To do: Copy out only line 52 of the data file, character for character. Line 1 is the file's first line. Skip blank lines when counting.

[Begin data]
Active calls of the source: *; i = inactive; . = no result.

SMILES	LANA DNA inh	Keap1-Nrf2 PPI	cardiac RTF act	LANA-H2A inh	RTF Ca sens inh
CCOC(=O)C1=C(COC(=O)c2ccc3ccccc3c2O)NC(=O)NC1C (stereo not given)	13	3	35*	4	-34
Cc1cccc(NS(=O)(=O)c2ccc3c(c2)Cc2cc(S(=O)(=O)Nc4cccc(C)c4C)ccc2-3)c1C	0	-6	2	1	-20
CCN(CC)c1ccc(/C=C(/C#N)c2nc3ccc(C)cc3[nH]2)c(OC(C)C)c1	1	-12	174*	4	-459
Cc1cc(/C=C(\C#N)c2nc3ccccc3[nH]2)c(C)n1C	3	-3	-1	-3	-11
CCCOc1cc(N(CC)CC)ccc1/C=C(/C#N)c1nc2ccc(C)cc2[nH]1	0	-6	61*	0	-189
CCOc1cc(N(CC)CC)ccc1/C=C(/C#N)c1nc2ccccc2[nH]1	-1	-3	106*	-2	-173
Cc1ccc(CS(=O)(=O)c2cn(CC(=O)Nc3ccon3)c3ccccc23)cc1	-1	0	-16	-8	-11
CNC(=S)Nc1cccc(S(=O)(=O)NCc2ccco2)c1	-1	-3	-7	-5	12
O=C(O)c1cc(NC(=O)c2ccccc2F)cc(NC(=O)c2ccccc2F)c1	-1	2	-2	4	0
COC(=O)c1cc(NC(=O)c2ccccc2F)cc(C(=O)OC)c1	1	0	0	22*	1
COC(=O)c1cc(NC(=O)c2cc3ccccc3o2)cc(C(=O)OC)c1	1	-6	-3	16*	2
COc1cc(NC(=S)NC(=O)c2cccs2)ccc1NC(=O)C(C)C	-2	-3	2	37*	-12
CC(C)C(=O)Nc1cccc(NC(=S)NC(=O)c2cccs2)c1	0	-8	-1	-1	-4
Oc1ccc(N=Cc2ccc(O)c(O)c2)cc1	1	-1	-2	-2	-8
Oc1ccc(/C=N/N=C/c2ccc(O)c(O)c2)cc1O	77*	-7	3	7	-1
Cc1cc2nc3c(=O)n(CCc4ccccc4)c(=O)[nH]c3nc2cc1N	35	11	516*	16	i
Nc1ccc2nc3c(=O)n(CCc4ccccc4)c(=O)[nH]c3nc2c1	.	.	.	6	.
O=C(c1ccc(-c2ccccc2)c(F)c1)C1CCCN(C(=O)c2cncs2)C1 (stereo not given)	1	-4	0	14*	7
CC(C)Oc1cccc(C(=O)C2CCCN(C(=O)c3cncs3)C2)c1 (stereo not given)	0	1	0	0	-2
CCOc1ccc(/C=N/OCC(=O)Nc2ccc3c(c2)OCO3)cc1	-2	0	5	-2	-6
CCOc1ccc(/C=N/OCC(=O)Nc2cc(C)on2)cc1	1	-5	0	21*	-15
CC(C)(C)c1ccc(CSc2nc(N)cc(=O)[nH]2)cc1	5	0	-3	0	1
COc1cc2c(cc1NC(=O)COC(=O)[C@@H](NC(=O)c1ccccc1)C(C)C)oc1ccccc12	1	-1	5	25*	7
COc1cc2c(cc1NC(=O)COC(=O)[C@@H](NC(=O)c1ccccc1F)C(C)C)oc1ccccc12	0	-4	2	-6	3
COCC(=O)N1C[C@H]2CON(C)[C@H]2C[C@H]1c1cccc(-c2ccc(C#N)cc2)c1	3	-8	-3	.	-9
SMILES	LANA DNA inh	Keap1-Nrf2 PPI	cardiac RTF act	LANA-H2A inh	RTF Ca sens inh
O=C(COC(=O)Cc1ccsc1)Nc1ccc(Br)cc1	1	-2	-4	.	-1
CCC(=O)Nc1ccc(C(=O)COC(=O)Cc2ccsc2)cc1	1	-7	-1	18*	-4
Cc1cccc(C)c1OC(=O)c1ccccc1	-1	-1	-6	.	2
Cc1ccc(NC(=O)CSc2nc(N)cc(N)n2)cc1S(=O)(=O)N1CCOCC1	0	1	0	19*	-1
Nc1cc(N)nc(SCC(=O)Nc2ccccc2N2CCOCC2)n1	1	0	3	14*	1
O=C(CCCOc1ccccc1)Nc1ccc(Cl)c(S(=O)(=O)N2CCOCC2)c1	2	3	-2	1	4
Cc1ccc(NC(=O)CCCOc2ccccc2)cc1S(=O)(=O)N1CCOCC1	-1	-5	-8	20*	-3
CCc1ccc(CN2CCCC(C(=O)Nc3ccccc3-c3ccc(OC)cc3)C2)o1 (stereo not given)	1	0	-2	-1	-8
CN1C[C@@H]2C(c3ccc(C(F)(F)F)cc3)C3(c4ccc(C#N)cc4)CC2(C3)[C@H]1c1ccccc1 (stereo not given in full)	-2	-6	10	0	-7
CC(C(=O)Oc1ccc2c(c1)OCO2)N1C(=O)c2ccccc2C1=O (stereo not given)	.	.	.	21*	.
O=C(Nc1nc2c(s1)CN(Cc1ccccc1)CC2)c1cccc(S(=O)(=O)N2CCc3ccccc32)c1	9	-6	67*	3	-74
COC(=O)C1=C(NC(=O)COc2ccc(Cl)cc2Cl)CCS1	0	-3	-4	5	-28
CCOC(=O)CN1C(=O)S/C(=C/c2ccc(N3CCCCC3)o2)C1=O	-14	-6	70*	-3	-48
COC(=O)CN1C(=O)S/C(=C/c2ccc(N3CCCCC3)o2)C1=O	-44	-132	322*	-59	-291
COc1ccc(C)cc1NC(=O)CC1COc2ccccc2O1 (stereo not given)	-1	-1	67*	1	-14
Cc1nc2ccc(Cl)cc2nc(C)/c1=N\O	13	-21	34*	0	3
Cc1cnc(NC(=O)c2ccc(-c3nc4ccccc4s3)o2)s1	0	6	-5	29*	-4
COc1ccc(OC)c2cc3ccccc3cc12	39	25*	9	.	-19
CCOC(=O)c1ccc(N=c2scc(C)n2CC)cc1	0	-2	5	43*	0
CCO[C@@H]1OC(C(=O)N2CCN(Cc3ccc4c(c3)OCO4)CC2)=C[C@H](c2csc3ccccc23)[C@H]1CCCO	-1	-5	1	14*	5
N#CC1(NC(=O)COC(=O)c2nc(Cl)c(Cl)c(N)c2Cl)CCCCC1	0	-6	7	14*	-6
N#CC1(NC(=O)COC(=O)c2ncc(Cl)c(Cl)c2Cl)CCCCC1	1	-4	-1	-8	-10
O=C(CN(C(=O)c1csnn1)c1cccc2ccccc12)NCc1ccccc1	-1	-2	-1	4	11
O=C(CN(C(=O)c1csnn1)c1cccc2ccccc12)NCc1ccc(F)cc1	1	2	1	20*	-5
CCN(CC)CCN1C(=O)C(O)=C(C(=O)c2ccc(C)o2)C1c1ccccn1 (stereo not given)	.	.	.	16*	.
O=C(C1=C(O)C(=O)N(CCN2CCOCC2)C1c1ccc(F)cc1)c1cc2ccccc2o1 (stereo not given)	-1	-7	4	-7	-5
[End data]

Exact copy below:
O=C(CN(C(=O)c1csnn1)c1cccc2ccccc12)NCc1ccc(F)cc1	1	2	1	20*	-5